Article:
For the non-soccer fans, this is a tactical system in association football in which every player can play every position on the field. They play a fluid role, interchanging responsibilities to create multiple patterns for their game plan. The basis of this is open interaction, mutual trust and the willingness to adapt constantly.

Similarly, a TX approach analyzes organizations as dynamic ecosystems. Every interaction between customers, employees, suppliers and stakeholders sparks continuous, data-driven business transformation in response to a rapidly changing market. With information and expertise on multiple fronts, organizations can respond more accurately to each stakeholder in any situation.

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The tangible benefits of TX

The TX approach creates a unique and hard-to-copy game plan, a competitive differentiator that helps set organizations apart from the rest. Here are just a few of the tangible benefits that companies can see.

  • Enhanced customer loyalty: By focusing on delivering consistently positive experiences, TX fosters deep emotional connections with customers, driving loyalty and advocacy. This translates to higher customer satisfaction scores and Net Promoter Scores (NPS), a key indicator of future business growth. For a European electric company, HCLTech implemented a model that boosted their online sales. They saw a 25-30% increase in solar panel leads; 150% increase in leads from the bakery and restaurant segment (with a 10% increase in conversions) and 40% cost reduction through reduced physical visits.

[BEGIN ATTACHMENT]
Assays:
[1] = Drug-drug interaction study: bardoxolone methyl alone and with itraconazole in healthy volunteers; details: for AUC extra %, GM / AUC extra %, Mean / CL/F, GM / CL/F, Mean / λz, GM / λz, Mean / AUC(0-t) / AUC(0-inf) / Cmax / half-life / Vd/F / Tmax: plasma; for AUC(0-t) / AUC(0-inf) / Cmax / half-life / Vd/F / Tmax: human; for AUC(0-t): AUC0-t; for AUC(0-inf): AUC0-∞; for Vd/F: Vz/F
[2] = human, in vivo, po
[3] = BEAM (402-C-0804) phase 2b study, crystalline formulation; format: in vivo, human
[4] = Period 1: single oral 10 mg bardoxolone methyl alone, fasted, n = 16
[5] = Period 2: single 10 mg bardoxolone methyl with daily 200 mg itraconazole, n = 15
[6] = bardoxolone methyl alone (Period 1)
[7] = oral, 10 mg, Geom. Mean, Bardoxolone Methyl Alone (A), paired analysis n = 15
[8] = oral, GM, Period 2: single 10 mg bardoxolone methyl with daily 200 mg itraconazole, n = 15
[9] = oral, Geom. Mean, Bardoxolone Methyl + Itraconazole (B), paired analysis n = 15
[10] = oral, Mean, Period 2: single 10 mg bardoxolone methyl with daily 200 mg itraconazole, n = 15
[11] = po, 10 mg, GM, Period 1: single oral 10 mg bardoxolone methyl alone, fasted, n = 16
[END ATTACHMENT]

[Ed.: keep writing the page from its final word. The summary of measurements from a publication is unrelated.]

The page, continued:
• Stronger relationships with suppliers: TX recognizes the value of collaboration. By fostering positive relationships with suppliers, companies can unlock greater innovation, agility and resilience, giving them a distinct edge in the market.